Events14 October 2016
Lecture at Harvard
Creating close relationships between landscape and buildings has been an integrated part of our practice at Vandkunsten Architects since the 1970s. Partner Thomas Nybo Rasmussen presents iconic projects in Boston
Landscapes in housing is the theme of a conference arranged by the research center Dumbarton Oaks, which is part of Harvard University. Vandkunsten’s Architect, landscape director, and partner Thomas Nybo Rasmussen has been invited to speak at the conference and introduce our approach and selected projects.
Below is Thomas’ abstract for the conference which brings researchers and practitioners together to discuss urban landscape architecture
The Nature of [working with] the landscape
Integration of building and landscape in the works of Vandkunsten Architects
By focusing on the correlation between building and site, the aim of the talk is to present selected works of Vandkunsten Architects from early project of 1970’s to the present day.
The aim is to present the background and the architectural ambition of the office, through 5-6 iconic projects.
• Why was it important to find new ways of building and living together in the early 70’s?
• What was the purpose of low-dense cooperative housing, and why were the understanding of the site, and the surrounding landscape such a strong focus in the design?
• What did the notion of ‘the life between the houses’ and social relations as part of the settlement have on the traditional architectural approach?
The notion of ‘the good life’ as a possibility for all people, rich or poor, to grow up and live in houses and communities that held/included architectural quality, became an overall ambition in the early 70’s, for new housing schemes, as a response to the rigid industrial ‘crane-track’ housing complexes that boomed in the 60’s.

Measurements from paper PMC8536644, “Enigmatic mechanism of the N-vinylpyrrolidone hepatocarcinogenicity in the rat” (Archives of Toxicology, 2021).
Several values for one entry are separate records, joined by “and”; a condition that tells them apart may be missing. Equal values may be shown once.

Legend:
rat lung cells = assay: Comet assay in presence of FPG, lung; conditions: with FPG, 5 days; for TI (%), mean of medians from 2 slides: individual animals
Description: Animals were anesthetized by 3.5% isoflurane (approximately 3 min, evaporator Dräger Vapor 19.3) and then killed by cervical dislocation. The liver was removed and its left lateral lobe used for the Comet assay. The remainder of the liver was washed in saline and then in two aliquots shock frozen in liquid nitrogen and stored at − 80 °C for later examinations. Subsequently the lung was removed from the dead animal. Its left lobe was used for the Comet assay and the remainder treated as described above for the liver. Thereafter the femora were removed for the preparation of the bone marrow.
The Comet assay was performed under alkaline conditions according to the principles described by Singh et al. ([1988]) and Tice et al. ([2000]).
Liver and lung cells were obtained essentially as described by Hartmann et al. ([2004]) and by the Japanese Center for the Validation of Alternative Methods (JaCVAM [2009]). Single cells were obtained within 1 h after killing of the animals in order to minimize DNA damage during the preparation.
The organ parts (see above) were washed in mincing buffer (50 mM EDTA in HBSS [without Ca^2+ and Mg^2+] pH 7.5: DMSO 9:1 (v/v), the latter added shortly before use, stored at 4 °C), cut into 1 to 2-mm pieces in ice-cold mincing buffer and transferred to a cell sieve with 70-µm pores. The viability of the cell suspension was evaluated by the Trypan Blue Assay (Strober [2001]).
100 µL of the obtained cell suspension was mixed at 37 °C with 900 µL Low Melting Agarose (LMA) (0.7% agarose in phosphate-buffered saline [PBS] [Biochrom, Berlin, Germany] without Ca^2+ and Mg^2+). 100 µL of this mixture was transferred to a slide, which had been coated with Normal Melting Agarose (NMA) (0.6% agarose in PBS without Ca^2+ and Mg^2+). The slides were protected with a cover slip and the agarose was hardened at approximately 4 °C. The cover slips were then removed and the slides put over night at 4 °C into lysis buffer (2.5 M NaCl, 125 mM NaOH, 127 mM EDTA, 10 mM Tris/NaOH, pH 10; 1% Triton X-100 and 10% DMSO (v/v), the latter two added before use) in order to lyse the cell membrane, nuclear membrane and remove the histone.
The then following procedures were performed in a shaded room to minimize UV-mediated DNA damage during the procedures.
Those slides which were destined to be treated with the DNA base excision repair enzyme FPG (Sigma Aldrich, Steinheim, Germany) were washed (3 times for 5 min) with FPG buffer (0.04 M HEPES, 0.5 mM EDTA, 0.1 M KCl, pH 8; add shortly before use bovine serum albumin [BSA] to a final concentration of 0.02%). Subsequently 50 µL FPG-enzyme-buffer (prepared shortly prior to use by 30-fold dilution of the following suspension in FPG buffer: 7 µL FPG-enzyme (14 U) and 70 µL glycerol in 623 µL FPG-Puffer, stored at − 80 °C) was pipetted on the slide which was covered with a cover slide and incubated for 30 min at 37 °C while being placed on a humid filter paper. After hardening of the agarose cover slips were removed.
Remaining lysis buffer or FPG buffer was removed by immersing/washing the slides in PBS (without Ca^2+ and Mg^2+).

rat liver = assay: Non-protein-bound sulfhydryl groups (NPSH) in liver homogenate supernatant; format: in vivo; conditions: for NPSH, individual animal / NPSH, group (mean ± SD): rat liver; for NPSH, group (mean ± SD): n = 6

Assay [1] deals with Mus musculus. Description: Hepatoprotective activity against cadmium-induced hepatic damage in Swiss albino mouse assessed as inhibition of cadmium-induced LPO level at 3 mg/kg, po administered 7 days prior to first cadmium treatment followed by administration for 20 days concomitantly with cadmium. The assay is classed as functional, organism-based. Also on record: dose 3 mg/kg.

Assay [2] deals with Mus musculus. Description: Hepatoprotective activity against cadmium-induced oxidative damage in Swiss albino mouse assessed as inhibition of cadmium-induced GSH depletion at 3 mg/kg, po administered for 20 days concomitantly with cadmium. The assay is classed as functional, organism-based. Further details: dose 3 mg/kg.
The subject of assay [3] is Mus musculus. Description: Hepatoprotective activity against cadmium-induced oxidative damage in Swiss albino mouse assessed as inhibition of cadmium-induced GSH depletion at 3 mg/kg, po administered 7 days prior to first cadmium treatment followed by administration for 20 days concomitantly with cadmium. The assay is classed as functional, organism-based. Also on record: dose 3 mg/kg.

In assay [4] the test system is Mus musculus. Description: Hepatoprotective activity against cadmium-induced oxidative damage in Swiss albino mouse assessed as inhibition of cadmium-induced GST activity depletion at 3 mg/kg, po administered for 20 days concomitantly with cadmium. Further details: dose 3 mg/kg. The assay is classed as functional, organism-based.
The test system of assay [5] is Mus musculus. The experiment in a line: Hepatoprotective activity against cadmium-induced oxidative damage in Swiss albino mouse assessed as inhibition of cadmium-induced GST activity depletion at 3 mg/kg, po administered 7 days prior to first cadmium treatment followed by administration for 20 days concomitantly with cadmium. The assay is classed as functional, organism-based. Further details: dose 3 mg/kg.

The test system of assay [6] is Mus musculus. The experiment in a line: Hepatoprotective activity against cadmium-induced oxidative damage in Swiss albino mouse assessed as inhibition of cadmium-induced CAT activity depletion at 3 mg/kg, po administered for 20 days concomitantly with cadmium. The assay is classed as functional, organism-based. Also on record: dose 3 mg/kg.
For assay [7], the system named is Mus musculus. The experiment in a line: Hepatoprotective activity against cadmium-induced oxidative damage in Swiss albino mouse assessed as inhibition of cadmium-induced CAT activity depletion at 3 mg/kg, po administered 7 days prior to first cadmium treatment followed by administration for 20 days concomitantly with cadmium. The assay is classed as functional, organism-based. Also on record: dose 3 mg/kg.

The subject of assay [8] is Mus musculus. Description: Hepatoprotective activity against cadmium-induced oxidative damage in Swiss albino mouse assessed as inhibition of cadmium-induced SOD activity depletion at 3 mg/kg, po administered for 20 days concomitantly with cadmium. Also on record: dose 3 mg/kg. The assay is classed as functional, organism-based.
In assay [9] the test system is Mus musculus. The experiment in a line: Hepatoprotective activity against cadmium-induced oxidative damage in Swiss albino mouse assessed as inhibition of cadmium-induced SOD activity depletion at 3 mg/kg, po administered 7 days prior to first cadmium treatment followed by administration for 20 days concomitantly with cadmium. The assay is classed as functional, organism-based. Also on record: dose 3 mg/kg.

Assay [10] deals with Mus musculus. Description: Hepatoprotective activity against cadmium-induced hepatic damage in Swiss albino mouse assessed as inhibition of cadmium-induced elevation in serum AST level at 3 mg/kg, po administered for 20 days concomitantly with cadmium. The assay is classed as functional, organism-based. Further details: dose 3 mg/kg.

Vandkunsten Architects played a leading role in this transition.
The change in approach and the underlying political engagement altered the way architects looked upon the challenge of creating livable housing communities, and supported by the emerging welfare state the social housing sector, took a leading role in the creation of quality architecture for ordinary people.
In these new low-dense developments the buildings were closely related to the landscape, with much focus on the design and the space between the houses, creating space for new ways of using the ‘outdoors’. The early Vandkunsten projects became a prototype for much of the housing developments that followed, not only in Denmark, but also in the Nordic countries.
The interaction between indoors and outdoors has been a design parameter in the work of Vandkunsten since the very beginning, focusing on letting the architecture work with the landscape, rather than against the site. Respecting the topography, vegetation, waterways, view’s etc. often offers an obvious design scheme, in such a way that architecture and landscape works as a whole, lifting the quality of the entire building complex.
The ability to read and understand the landscape has thus been the basis of Vandkunsten’s ongoing ambition to produce projects of high architectural value, understood as a symbiotic correlation between landscape and architecture. Understanding good architecture as more than just design and construction technique, but as a discipline that encompasses landscape; social and economic aspects into a broader perspective on sustainability.